In our previous blog post, we talked about AS (autonomous system) prepending, but sometimes a customer might have restrictions that would not allow them to use AS prepending. If the customer owned more than a less specific prefix, for example /23 prefix, they could advertise a more specific route towards Imperva (a /24) and continue sending the /23 route to their ISP. What we would see when we look at the routing table for different ISPs is that the protected range will be routed through Imperva and the rest of the range will come from the local ISPs.
Let’s continue using the same lab. This time the customer has an aggregated route of 123.1..0/23 (188.8.131.52/24 and 184.108.40.206/24). They decided that they only want 220.127.116.11/24 to be protected in this case and the rest of the traffic will continue routing through the public Internet without protection.
Let’s take a look at the ISP1 routing table.
As we see from the routing table of ISP1, even though the customer is directly connected to ISP1, because the customer is advertising 18.104.22.168/24 to Imperva, the most preferred route is learning that route from AS3356 (ISP2) coming from AS19551 (Imperva). Meanwhile, the aggregate route (22.214.171.124/23) is being learned directly from AS1 (the customer).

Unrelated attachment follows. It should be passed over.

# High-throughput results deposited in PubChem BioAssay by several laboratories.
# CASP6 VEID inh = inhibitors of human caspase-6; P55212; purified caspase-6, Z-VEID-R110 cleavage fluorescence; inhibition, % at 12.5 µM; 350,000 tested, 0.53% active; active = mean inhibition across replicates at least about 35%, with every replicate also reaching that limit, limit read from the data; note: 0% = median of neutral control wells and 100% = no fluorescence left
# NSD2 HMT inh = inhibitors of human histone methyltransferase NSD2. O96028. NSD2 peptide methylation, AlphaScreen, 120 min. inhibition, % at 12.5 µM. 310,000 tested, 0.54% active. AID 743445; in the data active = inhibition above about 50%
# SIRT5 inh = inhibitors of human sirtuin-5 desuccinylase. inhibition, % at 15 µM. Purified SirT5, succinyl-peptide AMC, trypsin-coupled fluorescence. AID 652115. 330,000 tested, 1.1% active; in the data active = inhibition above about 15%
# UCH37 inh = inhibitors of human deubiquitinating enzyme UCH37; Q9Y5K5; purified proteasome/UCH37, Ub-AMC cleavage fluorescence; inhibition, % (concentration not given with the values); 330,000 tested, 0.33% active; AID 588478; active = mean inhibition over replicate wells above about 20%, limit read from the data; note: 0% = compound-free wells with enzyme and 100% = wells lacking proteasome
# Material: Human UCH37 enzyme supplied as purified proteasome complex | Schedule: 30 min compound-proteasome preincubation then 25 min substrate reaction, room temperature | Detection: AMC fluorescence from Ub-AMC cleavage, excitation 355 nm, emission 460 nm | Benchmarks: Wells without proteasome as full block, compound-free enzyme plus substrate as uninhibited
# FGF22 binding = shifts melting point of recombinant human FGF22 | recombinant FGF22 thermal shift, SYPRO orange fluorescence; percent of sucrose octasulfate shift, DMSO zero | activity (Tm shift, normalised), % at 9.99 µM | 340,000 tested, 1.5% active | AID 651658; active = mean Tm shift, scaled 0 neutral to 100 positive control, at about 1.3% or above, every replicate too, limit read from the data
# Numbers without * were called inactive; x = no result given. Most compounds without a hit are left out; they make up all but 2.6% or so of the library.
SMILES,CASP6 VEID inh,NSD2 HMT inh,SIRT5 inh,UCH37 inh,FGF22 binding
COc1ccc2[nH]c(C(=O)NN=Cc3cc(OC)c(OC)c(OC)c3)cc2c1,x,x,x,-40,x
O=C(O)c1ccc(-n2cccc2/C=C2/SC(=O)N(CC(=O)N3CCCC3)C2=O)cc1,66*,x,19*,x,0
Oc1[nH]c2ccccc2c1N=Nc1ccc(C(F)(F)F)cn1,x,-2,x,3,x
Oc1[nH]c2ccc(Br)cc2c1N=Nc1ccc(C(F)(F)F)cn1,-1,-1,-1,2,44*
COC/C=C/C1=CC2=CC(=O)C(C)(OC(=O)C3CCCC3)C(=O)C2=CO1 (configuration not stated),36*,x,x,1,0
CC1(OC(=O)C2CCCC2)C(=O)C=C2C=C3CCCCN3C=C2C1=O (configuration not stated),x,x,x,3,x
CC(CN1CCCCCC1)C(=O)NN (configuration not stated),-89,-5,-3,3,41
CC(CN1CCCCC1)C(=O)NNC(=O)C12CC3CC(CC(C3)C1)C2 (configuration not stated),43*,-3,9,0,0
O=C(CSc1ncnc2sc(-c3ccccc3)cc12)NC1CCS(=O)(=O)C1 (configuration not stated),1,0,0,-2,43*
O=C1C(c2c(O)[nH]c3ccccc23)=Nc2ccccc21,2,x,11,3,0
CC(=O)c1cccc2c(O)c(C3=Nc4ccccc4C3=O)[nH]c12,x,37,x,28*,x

We should note that more specific routing isn’t part of the BGP (border gateway protocol) best path algorithm. It is simply where a router will always look at the most specific range in the routing table and forward the IP using that path. As we saw in the drawing above, both 126.96.36.199/23 and 188.8.131.52/24 are stored in the routing table. When do “show route 184.108.40.206/24” to check how ISP1 is learning that route, we can clearly see that it ignored 220.127.116.11/23 and traceroute will route through Imperva as expected.
Sending a more specific path is one of the most preferred ways to route traffic through Imperva, and we always encourage customers to use this method if the option is available to them. This concept is easy to understand and also very safe due to the ability to advertise to both Imperva and their ISP at the same time. However, not all customers have the ability to own a /23 or shorter. In an upcoming article, we will continue to talk about other techniques that might be able to help customers route traffic to Imperva.
The post DDoS Protection for Networks: Divert Traffic Using More Specific Routin appeared first on Blog.
*** This is a Security Bloggers Network syndicated blog from Blog authored by Wallace Lee. Read the original post at: https://www.imperva.com/blog/ddos-protection-for-networks-divert-traffic-using-more-specific-routin/